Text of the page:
In January of 2019, officials in Clark County decided to implement the Initial Appearance Court program that would expedite the time from initial arrest to court hearing for “lower-risk” defendants who might have otherwise stayed in jail for days due to their inability to post bail. The program is widely considered as a success, and our Las Vegas criminal defense lawyers believe the program will continue to help those who have been arrested.
Defendants Can Now See a Judge in Under 12 Hours Versus 3 Days
Since enforcing this new program, there has been a hopeful correlation – not only has the population and average length of stay in jail declined at places such as the Clark County Detention Center, but fewer of those people are even being charged with new crimes while their case pends.
With the new program in place, defendants who would have, in the past, waited for three days to initially see a judge about their case can now appear in front of a judge in under 12 hours. Proceedings are held two times per day, seven days a week – even on holidays. During these proceedings, defendants are having one-stop custody status reviews and probable cause hearings; before the Appearance Court program was implemented, these proceedings occurred separately and much less frequently.
Another change in the new program is the fact that proceedings are held seven days a week. It used to be the case that someone arrested after noon on a Friday had to wait until Monday to first see a judge. That is no longer the case. As well, the DA’s office also now screens cases earlier, denying them when necessary, and the public defender’s office meets with clients prior to a hearing – which occurs in under 24 hours after the arrest.
At that point, negotiations are possible between the prosecution and the defense, and a judge may review the case in open court to determine probable cause instead of doing so in their chambers (which adds another element of time delay.)
Las Vegas Justice of the Peace, Joe Bonaventure, presides over the program and thinks of it “very favorably.” He believes it’s a “more efficient system than we used to do.”
Program Is Helping Those Who Can’t Post Bail
Officials claim the most significant implication of this new program is that defendants without the ability to post bail may return home, and to work, more quickly. Release options could include written promises to return and electronic monitoring.
Public Defender Darin Imlay, whose legal employees represent the neediest defendants in Clark County, states, “I don’t want to be overdramatic, but you’re changing somebody’s life if all of a sudden they’re not losing their job, they’re not losing their apartment… the snowball effect is huge.”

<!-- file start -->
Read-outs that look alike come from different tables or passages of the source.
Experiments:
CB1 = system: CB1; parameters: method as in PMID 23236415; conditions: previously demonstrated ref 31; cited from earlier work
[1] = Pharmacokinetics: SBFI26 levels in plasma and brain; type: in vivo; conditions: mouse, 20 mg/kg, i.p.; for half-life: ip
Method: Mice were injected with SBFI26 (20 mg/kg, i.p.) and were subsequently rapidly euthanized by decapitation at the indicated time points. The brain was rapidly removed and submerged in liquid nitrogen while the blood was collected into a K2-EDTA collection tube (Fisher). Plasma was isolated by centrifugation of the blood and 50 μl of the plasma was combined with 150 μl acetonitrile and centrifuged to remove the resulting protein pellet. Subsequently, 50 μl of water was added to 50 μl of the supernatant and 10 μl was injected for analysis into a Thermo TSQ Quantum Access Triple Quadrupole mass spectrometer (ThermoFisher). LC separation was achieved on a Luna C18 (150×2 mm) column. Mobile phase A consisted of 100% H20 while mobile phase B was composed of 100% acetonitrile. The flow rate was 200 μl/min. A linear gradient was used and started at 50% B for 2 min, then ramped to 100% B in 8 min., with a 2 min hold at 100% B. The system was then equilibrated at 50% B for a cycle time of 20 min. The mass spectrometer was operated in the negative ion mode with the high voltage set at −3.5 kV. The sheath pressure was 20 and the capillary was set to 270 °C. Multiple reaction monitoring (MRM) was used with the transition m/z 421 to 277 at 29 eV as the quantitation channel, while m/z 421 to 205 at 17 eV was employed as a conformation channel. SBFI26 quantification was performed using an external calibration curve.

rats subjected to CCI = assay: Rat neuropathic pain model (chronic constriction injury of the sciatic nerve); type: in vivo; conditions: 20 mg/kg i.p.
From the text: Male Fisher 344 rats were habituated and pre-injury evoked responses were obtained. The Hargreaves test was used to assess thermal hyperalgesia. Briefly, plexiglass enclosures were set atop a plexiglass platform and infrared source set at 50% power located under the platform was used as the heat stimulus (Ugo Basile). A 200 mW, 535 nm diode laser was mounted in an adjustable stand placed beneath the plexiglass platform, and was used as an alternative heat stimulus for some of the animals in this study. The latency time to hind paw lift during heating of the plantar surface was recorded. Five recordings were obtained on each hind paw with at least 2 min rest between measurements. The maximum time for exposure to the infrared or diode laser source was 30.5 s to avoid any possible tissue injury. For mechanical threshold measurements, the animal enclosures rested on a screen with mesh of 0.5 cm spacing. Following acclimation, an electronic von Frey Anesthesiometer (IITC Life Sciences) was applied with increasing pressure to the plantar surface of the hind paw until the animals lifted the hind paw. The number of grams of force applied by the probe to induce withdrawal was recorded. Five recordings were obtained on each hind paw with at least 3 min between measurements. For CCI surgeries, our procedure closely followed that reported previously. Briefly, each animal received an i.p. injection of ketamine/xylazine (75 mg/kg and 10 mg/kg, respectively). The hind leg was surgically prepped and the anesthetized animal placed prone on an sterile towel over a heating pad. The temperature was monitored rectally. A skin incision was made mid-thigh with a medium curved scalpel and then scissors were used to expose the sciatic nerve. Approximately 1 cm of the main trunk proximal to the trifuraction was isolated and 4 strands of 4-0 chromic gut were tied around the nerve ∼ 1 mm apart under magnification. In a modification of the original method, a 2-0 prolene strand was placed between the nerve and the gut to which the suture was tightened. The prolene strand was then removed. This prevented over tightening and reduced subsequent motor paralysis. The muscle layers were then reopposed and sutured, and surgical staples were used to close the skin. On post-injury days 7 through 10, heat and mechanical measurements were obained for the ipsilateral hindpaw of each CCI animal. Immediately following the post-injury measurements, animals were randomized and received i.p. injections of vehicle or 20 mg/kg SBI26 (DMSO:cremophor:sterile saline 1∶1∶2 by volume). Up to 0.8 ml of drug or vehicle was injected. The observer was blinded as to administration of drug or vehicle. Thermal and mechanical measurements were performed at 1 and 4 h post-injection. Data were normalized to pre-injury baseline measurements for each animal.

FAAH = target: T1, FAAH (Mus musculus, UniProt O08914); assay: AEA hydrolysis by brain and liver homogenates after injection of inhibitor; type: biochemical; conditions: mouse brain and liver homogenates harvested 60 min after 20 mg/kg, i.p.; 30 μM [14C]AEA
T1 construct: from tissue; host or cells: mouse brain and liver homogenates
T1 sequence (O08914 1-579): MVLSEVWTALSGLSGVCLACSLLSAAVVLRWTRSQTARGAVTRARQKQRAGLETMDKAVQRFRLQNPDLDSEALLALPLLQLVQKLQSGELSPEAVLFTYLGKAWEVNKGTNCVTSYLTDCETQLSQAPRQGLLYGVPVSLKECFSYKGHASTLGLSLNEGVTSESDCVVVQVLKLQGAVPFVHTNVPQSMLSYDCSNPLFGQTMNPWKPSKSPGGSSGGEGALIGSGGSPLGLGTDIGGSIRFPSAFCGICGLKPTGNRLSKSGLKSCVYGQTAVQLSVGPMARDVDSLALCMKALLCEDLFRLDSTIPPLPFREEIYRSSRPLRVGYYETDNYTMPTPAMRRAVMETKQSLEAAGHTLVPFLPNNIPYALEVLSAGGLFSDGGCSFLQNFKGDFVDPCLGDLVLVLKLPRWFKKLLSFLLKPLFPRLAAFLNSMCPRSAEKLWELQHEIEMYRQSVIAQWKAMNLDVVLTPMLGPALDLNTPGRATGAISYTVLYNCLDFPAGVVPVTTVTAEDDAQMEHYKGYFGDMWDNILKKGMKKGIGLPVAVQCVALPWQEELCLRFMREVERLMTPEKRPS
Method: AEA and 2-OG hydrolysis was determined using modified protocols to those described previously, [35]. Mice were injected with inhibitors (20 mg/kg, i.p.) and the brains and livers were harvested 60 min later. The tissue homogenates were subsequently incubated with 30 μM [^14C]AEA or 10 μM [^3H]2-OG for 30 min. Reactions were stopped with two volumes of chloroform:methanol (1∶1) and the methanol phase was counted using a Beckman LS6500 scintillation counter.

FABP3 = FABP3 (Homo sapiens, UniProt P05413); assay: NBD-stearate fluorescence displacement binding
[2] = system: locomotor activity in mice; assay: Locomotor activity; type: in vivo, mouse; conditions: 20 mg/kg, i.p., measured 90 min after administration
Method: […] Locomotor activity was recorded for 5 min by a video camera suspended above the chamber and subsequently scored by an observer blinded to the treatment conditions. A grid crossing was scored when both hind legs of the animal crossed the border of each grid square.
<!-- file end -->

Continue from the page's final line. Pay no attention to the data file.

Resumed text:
Speeding up the process has not changed the criteria for who is released; risk assessments are still conducted to determine if individuals are a threat to public safety. Obviously, if they are deemed a threat, they are not released.
Officials Say Less Time in Jail Reduces Repeat Offenses And Saves the County Money
Clark County officials believe that when lower-risk defendants spend less time behind bars, this lowers the risk of recidivism, which explains the dip in the re-arrest rate, year after year. County records show that in 2018, 14% of defendants received a new charge BEFORE their existing case was even resolved. This is in comparison to 8.8% – which was the number in 2019 after the new program was launched.
The average length of stay in a Clark County jail fell from 20.1 days to 17.9 days from 2018 to 2019, and the average daily inmate population dropped by 74 inmates per day, despite a 10% increase in bookings. This increase is attributed to a booming population, and more police able to enforce the law.
Officials welcome the decline in the Las Vegas prison population. The cost of housing prisoners, including the staff involved, continues to soar. Bonaventure says, “The most expensive room in Las Vegas is not at the Bellagio… it’s at the Clark County Detention Center.”
Metropolitan Police Department, which administers the Clark County jail, received a $700,000 grant through the John D. and Catherine T. MacArthur Foundation to reduce overcrowding by 20% within two years. The Criminal Justice Coordinating Council had applied for this grant.
The New Program Has Been Beneficial to All Involved
Bonaventure calls this shift in the way courts and jails are conducted a “significant cultural change and a change in the processes.”
Yes, the program has created additional staffing needs for the DA and public defender’s offices, but the top Clark County prosecutors say it has been worth it (and, well, it’s more jobs!)
Prosecutor Wolfson says, “That’s saving days in jail by the hundreds,” which equates to “hundreds of thousands” of taxpayer’s hard-earned dollars.
It sounds like a win for all.